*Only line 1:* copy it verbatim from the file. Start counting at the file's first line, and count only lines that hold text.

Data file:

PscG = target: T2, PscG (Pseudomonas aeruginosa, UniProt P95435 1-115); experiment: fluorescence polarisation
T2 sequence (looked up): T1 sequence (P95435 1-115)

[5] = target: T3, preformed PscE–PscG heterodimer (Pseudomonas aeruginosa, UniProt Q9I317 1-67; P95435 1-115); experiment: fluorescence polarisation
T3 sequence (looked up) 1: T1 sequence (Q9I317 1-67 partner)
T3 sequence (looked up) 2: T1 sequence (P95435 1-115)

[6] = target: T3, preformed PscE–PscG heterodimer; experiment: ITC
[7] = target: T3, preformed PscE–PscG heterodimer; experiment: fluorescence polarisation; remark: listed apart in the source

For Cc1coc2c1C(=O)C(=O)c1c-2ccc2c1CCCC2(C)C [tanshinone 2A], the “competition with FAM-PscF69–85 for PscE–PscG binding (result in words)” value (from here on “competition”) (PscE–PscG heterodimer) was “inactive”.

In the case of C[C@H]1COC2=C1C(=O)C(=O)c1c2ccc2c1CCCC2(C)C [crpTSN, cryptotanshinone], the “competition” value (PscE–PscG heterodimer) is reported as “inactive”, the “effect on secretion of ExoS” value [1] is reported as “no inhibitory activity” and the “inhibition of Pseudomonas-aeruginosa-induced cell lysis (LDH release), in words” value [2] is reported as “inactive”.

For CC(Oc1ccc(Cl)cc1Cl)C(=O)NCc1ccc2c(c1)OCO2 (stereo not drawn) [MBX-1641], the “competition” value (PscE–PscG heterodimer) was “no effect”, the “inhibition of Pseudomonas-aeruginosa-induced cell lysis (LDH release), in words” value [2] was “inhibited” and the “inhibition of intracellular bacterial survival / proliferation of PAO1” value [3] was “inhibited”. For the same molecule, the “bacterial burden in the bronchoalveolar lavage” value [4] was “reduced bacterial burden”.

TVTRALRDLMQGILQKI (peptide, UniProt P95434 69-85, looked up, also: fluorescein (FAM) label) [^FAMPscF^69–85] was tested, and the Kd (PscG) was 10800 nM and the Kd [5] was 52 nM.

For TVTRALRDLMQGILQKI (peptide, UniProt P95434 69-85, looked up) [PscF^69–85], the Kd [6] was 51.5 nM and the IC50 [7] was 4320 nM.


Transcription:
PscG = target: T2, PscG (Pseudomonas aeruginosa, UniProt P95435 1-115); experiment: fluorescence polarisation